The Patel Foundation for Global Understanding wants to extend its charter school operations into Pasco County.
The plan for the foundation — which is funded by Tampa Bay entrepreneur and philanthropist Kiran Patel — to open a 1,000-student high school by 2025 nearly fell apart Tuesday, though. Two Pasco school board members questioned the proposal to give the group 20 acres of district-owned land for $10.
When the board purchased the site in the Trinity area of west Pasco, at a former county government spray field just north of State Road 54 and east of Gunn Highway, officials touted it as strategically placed where the district eventually would want another high school. Since buying the property for $750,000 in 2017, the district has not been able to justify building a school there, but some officials said they still anticipate the need.
“There is no other land left in west Pasco County,” said board vice chairperson Alison Crumbley, whose husband runs a real estate firm in the area. “We purchased it as an asset for the district. I am very concerned about giving it away.”
District planners said they have land available in the nearby Bexley subdivision for another high school as that community expands.
Crumbley and board member Colleen Beaudoin expressed several other concerns about entering the partnership with the Patel group, which opened a charter high school in Temple Terrace four years ago. That school offers an advanced “global perspectives” curriculum and earned a B in the state grading system in 2022.
In Pasco, Patel’s foundation proposed a Cambridge Programme curriculum, for which several district schools have received international recognition since its arrival locally in 2013.
“I would like to hear more about district plans before we approve a Cambridge charter high school,” Beaudoin said. “We do a phenomenal job with Cambridge. I think we should be doing this.”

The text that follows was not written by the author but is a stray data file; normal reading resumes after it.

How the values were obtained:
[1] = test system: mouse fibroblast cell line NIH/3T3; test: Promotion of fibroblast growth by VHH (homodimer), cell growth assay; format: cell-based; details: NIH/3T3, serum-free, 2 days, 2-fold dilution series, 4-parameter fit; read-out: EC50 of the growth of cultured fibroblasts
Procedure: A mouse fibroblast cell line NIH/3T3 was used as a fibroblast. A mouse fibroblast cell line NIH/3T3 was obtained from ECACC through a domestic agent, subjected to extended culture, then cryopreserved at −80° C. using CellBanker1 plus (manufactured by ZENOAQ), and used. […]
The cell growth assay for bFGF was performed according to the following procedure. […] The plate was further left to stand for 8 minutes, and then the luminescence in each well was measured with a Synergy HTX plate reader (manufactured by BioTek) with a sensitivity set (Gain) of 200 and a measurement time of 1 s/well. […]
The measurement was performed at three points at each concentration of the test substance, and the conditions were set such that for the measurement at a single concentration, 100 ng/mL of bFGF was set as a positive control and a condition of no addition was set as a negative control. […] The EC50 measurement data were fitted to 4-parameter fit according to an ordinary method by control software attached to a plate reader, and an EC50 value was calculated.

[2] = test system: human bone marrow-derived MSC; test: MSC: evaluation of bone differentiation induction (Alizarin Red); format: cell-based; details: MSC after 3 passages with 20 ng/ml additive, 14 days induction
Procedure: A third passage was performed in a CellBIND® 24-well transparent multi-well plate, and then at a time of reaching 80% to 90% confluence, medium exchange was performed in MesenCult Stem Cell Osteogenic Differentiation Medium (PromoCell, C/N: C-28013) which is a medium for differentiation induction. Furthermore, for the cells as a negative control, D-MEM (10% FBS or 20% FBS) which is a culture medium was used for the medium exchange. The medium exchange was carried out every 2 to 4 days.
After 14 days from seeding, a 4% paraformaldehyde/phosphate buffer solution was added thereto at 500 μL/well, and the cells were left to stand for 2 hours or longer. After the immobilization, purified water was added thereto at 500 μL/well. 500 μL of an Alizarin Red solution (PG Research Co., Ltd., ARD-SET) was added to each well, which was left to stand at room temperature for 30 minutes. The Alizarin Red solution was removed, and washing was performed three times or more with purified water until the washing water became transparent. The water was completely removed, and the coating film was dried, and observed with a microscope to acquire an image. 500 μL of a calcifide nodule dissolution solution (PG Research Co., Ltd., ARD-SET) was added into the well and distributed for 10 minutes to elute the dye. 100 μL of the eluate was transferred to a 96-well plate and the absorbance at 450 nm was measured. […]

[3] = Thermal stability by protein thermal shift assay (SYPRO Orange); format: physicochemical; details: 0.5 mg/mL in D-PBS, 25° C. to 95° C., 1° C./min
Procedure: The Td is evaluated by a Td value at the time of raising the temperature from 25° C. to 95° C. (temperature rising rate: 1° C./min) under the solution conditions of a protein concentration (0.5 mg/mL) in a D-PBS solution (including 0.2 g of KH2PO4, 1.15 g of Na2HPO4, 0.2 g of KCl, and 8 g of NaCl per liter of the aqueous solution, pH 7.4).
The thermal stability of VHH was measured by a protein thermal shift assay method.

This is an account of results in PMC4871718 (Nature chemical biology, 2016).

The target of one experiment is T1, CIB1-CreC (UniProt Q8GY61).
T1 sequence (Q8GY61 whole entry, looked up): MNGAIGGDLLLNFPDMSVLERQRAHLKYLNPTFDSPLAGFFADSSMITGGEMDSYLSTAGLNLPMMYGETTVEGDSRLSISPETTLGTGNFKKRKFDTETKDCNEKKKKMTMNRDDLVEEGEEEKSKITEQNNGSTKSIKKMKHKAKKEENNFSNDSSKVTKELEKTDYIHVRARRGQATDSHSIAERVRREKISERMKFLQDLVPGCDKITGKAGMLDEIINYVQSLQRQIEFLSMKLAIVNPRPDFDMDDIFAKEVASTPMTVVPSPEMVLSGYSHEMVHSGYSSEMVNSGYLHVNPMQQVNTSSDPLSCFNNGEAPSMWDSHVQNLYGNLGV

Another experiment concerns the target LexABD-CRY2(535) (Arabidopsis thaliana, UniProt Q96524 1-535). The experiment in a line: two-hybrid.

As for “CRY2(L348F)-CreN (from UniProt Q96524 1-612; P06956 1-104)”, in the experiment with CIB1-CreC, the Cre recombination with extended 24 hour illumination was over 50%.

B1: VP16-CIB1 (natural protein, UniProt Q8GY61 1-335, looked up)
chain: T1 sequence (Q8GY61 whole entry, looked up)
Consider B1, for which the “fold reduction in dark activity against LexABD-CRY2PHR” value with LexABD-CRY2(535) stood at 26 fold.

The two members also questioned the propriety of entering the land agreement with Patel before the group had applied for a charter from the district. They suggested the application and approval should come first.
The others on the board did not share such reservations. They said the agreement aligns with the district’s efforts to have partnerships with successful, locally run charter schools, and said it’s a sensible business decision that will also benefit students.
Board member Al Hernandez highlighted the Patel Foundation’s agreement to pay 100% of the construction costs, to build according to state standards for schools (not a requirement for charters), and to hand the entire school back to the district if it closes.
The district would continue to own 56 acres at the site, could save its limited construction money for other purposes, and add new seats in a growing area, Hernandez said.
“It would behoove us as a business community to bring the Patel family into Pasco,” he said.
Board member Cynthia Armstrong noted that if the Patel school does not move into the area, a private school might attempt to fill the demand of families seeking less crowded school conditions.
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“I don’t want to lose the (state funding) to a private school,” Armstrong said. “I’d much rather see it go to a charter school.”
Chairperson Megan Harding stressed that even with the approval of the agreement Tuesday, the school could not progress without the board’s future approval of a charter.
Ash Bagdy, representing the Patel Foundation, said little during the debate save to assure the board, “We have good intentions. This is our investment back into the community.”
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